While I do like an English graveyard, headstones tilting in all directions and covered in moss and decay, my favourite type of cemetery is a Spanish cemetery, whose tranquil atmosphere is more than embellished by the regular presence of sunshine filtering through the large dark cypress trees which are a regular inhabitant of such places. But I also love how seriously Spanish society takes its dead, and whenever I take a stroll in Marbella’s cemetery in Southern Spain, I am always touched by the number of locals visiting their family graves, with rubber gloves and cleaning products to hand, ensuring that all looks clean and well maintained. It’s a bit like the beginning scene from Pedro Almodovar’s brilliant film, Volver, when a visit to the family grave is both a family tradition and a time to gather and reminisce.

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Of course it will come as no surprise to regular readers of this blog that my overriding reasons for visiting a Spanish cemetery are artistic ones, and Marbella’s has more than once inspired me to take many a photograph of the scene. For in the sheer volume of marble fronted graves, both within private family mausoleums and piled up on top of one another like bookshelves in neat rows, these graves make for an excellent photographic subject, not least because of the variety and dedications, flowers, family memorabilia and photos. And on top of all of that, the sunshine is always on hand to provide warmth to the photographs and plenty of contrast between light and shade.

So here are the photos I took on my recent stroll around Marbella’s cemetery. Hopefully like me you will see the inherent beauty of the place, which far from being morbid, is a place of tranquillity, devotion and hope.

All photos and written content are strictly the copyright of Nicholas de Lacy-Brown © 2014 and The Daily Norm. All rights are reserved. Unauthorized use and/or duplication of the material, whether written work, photography or artwork, included within The Daily Norm without express and written permission from The Daily Norm’s author and/or owner is strictly prohibited.

Spring has arrived! – Vol. 2

Only two weeks ago I enthusiastically published a set of photos which warmly welcomed the arrival of Spring. When a few days after posting it, temperatures turned towards winter again, I feared I had been hasty in making my salutations to the season. But happily Spring has arrived all over again, the temperatures are back up, Londoner’s white legs are starting to get an airing, and the flowers which were mere buds when I had photographed them but two weeks previously had now burst open into the most stunning kaleidoscope of colour.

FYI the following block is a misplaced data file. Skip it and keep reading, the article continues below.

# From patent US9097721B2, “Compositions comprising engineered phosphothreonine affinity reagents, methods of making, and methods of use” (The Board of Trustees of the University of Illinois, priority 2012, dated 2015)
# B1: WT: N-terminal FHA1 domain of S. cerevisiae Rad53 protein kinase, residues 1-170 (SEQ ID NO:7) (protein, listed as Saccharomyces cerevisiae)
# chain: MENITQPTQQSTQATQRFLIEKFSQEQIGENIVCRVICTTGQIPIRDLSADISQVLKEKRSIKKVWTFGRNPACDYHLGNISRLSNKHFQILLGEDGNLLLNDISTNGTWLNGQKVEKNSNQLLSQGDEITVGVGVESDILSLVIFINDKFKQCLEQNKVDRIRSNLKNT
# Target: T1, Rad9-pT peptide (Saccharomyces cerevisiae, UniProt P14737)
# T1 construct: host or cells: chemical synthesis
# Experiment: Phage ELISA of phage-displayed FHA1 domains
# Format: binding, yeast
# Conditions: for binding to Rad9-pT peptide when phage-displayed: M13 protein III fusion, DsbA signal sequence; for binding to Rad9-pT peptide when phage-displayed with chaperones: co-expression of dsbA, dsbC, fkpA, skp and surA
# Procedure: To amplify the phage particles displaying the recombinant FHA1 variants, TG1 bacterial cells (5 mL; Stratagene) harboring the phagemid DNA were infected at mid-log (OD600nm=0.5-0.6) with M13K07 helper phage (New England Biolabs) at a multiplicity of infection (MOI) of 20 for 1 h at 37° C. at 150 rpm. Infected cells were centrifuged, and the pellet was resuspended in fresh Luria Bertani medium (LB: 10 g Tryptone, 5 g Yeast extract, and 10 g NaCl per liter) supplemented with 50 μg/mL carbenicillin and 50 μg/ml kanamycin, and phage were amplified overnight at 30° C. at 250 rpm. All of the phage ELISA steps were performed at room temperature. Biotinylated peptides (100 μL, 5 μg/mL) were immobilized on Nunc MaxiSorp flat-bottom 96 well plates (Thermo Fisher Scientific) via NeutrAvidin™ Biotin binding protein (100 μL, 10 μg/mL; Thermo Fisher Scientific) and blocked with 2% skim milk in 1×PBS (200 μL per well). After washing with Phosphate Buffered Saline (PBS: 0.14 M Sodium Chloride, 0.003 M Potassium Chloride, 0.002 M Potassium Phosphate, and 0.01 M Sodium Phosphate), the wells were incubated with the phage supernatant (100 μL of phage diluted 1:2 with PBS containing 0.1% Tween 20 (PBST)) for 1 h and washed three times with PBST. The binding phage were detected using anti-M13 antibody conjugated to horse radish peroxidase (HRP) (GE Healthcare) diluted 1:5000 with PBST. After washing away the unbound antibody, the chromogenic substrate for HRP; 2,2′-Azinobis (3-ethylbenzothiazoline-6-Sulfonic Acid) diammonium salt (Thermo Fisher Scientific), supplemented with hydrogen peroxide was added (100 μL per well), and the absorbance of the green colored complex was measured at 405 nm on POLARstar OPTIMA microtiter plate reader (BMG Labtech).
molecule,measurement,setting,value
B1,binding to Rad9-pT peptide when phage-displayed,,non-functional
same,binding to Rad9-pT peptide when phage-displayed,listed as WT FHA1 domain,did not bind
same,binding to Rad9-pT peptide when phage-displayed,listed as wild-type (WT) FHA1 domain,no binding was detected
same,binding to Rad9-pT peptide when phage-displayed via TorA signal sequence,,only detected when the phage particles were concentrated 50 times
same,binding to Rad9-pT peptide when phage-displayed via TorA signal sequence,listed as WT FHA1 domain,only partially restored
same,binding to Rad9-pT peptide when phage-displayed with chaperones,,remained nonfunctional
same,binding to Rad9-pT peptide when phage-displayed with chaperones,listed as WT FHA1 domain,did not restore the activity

The photos below were taken in some of London’s most beautiful open spaces. In St James’ park at the front of Buckingham palace, the sea of daffodils which I shot a few weeks back has dwindled away, only to be replaced by a stunning range of vividly coloured tulips. Similar flowers also grace the flower beds of the Embankment gardens, which I am lucky enough to pass through on my way to work.

The colour kaleidoscope of London’s parks

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Meanwhile, in the elegant streets of Chelsea, the start of April had brought about the reopening of the Chelsea Physic Garden. This garden, set on prime realty just round the corner from Gordon Ramsay’s flagship Chelsea restaurant and alongside the Thames is a perfect solitary spot, where the chaos of London’s streets immediately dissipates as soon as you walk under the trellis-covered gateway. At this time of year, it’s early days for these neatly tendered flower beds which are packed with specialist medical plants from around the globe, but in these early weeks of the summer season, the garden is resplendent with blossom, with newly shooting exotic plants and a pond full of quivering tadpoles. Bliss.

The Chelsea Physic Garden

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All photos and written content are strictly the copyright of Nicholas de Lacy-Brown © 2014 and The Daily Norm. All rights are reserved. Unauthorized use and/or duplication of the material, whether written work, photography or artwork, included within The Daily Norm without express and written permission from The Daily Norm’s author and/or owner is strictly prohibited.